Direct activities of workers engaged in preparing drawings and specification documents.
Conduct periodic on-site observation of work during construction to monitor compliance with plans.
Prepare contract documents for building contractors.
Prepare information regarding design, structure specifications, materials, color, equipment, estimated costs, or construction time.
Consult with clients to determine functional or spatial requirements of structures.
Prepare scale drawings.
Integrate engineering elements into unified architectural designs.
Plan layout of project.
Developing, designing, or creating new applications, ideas, relationships, systems, or products, including artistic contributions.
Making Decisions and Solving Problems
Analyzing information and evaluating results to choose the best solution and solve problems.
Communicating with Persons Outside Organization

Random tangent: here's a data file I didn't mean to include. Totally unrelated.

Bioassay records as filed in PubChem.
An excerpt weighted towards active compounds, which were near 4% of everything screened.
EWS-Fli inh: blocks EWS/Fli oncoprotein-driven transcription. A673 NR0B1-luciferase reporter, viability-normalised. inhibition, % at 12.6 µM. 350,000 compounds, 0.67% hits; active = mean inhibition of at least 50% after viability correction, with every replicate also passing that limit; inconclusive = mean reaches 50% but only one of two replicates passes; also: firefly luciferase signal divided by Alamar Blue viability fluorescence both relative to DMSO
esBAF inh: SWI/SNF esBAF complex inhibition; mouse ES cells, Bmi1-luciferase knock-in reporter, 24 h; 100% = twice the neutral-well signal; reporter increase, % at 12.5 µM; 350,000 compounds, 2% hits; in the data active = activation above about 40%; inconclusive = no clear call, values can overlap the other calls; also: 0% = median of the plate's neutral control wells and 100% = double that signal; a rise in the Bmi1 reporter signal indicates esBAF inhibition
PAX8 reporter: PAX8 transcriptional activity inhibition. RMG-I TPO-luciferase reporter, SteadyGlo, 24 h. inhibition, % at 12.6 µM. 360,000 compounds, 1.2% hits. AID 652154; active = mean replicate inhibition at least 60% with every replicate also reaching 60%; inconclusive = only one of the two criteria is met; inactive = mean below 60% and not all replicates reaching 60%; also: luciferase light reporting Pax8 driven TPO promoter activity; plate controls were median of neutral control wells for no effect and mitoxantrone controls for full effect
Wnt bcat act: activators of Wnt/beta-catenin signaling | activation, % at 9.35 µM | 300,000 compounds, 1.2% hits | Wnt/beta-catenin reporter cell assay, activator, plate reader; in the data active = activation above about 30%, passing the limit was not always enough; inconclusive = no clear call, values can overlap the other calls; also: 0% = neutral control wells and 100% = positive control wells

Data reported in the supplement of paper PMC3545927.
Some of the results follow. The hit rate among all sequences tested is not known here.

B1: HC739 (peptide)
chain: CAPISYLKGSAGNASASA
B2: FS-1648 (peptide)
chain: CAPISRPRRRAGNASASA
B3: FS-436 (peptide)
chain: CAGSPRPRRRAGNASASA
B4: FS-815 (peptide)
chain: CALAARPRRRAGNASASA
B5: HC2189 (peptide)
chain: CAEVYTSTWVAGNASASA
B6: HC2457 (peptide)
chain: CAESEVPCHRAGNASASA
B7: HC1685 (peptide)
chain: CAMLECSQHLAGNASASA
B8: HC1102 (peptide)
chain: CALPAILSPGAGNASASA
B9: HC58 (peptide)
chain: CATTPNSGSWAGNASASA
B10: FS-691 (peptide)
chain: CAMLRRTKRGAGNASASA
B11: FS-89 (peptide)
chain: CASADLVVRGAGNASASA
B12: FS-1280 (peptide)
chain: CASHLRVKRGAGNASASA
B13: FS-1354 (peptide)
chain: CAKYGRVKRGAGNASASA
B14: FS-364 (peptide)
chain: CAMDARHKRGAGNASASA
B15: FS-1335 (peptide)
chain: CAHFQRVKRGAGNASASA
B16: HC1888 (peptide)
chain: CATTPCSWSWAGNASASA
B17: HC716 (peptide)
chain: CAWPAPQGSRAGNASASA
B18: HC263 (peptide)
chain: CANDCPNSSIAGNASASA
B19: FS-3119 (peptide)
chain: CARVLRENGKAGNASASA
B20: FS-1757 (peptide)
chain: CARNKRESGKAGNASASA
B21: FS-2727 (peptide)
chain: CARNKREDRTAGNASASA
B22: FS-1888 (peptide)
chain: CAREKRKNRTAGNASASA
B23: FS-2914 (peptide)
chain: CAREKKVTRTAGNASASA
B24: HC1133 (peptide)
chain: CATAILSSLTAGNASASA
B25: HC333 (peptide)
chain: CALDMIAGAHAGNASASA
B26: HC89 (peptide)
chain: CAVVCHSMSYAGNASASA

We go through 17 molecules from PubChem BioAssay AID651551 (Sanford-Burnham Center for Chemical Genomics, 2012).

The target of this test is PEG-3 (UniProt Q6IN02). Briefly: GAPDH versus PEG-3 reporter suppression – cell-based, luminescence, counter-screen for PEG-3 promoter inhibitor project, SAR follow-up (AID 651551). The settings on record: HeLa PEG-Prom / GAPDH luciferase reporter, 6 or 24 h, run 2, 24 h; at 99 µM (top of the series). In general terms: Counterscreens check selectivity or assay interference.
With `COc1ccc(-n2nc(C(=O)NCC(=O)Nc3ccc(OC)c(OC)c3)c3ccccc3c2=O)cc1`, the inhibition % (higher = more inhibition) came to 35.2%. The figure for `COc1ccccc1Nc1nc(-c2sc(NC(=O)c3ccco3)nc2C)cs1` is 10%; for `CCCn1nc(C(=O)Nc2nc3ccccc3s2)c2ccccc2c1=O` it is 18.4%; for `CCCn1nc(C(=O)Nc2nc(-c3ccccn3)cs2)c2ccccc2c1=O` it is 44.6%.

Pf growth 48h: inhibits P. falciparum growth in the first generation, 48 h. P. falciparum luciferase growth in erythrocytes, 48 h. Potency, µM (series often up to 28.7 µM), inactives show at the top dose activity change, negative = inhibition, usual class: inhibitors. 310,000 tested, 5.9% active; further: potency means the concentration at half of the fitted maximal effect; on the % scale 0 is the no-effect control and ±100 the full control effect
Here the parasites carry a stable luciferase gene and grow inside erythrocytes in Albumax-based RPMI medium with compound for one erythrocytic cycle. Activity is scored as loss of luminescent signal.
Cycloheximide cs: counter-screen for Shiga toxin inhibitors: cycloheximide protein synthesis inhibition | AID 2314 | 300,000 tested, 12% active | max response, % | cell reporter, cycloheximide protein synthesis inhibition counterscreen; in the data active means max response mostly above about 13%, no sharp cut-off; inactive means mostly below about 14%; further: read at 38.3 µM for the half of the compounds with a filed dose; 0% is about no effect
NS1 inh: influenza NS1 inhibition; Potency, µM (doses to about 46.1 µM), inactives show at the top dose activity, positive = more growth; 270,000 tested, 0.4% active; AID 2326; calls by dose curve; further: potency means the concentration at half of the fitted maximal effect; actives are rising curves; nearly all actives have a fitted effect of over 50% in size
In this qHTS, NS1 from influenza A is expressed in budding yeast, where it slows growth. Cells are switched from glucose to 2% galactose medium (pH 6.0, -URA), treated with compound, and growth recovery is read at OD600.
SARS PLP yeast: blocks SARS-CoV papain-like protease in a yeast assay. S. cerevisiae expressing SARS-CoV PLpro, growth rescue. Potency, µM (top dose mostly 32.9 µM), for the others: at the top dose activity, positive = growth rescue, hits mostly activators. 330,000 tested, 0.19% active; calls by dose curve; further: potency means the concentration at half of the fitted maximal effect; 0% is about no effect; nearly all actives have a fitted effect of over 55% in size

Communicating with people outside the organization, representing the organization to customers, the public, government, and other external sources. This information can be exchanged in person, in writing, or by telephone or e-mail.
Drafting, Laying Out, and Specifying Technical Devices, Parts, and Equipment
Providing documentation, detailed instructions, drawings, or specifications to tell others about how devices, parts, equipment, or structures are to be fabricated, constructed, assembled, modified, maintained, or used.
Evaluating Information to Determine Compliance with Standards
Using relevant information and individual judgment to determine whether events or processes comply with laws, regulations, or standards.
Observing, receiving, and otherwise obtaining information from all relevant sources.
Interacting With Computers
Using computers and computer systems (including hardware and software) to program, write software, set up functions, enter data, or process information.